‘We are doing it because we want to and not because we have to’ 

The League of Gentleman Live, is at Portsmouth Guildhall on August 13, 2018. Picture by Ben Blackall
The League of Gentleman Live, is at Portsmouth Guildhall on August 13, 2018. Picture by Ben Blackall

It’s been 12 long years, but it’s been absolutely worth the wait. After a gap of a dozen years, it is the news that their legions of fans have been eagerly anticipating: the return to the live arena of the brilliant comedy quartet, The League of Gentlemen.

After an acclaimed TV revival with three anniversary specials on BBC2 before Christmas, Jeremy Dyson, Mark Gatiss, Steve Pemberton and Reece Shearsmith are embarking on a major national tour entitled The League of Gentlemen Live Again! Focusing on the weird and wonderful inhabitants of Royston Vasey, whose motto is, ‘You’ll never leave!’ 

In the run-up to the tour, the four comedians sit down to chat about what we can look forward to in the new show.

What’s inspired you to go back on the road again?

Steve Pemberton says: ‘It’s the perfect time. The live show is the most fun version of The League of Gentlemen that we do. We’d been talking about doing something for a while. Having just made the BBC2 anniversary specials, this is a natural time to go back on the road while it’s on people’s minds. And after such a long time away, there is a real appetite for it.

‘We’re not forcing it onto people; wherever we go, we are constantly being asked about when we are bringing it back. So we thought, “Why not do it now?” We can’t wait.’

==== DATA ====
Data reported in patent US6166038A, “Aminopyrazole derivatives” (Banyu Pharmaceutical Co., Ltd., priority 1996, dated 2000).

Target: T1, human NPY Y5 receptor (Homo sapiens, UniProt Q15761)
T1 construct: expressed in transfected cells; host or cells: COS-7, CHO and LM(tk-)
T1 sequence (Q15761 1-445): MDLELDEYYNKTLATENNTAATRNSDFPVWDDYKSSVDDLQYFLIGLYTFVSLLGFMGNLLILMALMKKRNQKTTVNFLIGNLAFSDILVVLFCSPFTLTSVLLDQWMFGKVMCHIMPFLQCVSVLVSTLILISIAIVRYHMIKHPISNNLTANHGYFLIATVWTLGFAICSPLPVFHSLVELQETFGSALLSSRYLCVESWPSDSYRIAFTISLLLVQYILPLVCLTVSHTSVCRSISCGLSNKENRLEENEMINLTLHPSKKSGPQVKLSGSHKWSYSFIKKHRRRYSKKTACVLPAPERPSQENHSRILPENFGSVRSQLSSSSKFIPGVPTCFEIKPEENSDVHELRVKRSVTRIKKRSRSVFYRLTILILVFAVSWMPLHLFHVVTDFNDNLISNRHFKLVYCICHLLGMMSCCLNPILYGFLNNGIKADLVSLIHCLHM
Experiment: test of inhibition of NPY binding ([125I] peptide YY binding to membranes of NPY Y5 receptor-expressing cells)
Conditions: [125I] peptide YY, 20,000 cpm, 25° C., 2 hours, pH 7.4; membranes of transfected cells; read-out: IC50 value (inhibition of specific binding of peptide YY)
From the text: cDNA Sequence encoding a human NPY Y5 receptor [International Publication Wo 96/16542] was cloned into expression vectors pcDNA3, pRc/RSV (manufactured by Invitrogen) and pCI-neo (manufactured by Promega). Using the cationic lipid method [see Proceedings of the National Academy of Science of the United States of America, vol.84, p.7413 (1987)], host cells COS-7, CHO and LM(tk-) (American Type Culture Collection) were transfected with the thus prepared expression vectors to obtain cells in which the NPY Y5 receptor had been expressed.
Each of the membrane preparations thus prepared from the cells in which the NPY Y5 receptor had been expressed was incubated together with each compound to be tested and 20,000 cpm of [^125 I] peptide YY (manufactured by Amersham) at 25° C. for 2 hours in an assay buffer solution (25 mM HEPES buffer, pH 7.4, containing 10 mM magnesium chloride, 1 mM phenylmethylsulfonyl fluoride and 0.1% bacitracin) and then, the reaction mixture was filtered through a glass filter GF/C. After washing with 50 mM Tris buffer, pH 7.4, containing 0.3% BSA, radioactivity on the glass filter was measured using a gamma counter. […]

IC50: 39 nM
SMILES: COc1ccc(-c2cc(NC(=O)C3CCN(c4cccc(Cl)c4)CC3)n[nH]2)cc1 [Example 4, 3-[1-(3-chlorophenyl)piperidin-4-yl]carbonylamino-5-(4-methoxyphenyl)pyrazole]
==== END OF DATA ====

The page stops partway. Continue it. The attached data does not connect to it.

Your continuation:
The League of Gentleman Live, is at Portsmouth Guildhall on August 13, 2018. Picture by Ben Blackall

The League of Gentleman Live, is at Portsmouth Guildhall on August 13, 2018. Picture by Ben Blackall

What do you think makes the live shows so special?

Jeremy Dyson says: ‘What I’ve always loved about the live shows and what still defines them now is the rigour and discipline that they impose on the writing. From the very beginning, we had a rule that only one prop or item of clothing was allowed to define a character. When we started in the mid-1990s with a residency at the Canal Cafe Theatre in London, it had a tiny dressing room, so everything had to go in a carrier bag. That meant you really had to think about the character when writing it.’

So you’re coming back for the right reasons?

Mark Gatiss says: ‘Yes. The lovely thing is we are doing it because we want to do it and not because we have to do it. Many reunions tend to be for the money and have a sense of desperation about them. But this isn’t like that. We have talked for ages about doing something again because we never split up. We just stopped doing it. So it’s very special to be doing it with a happy heart rather than a sense of obligation.’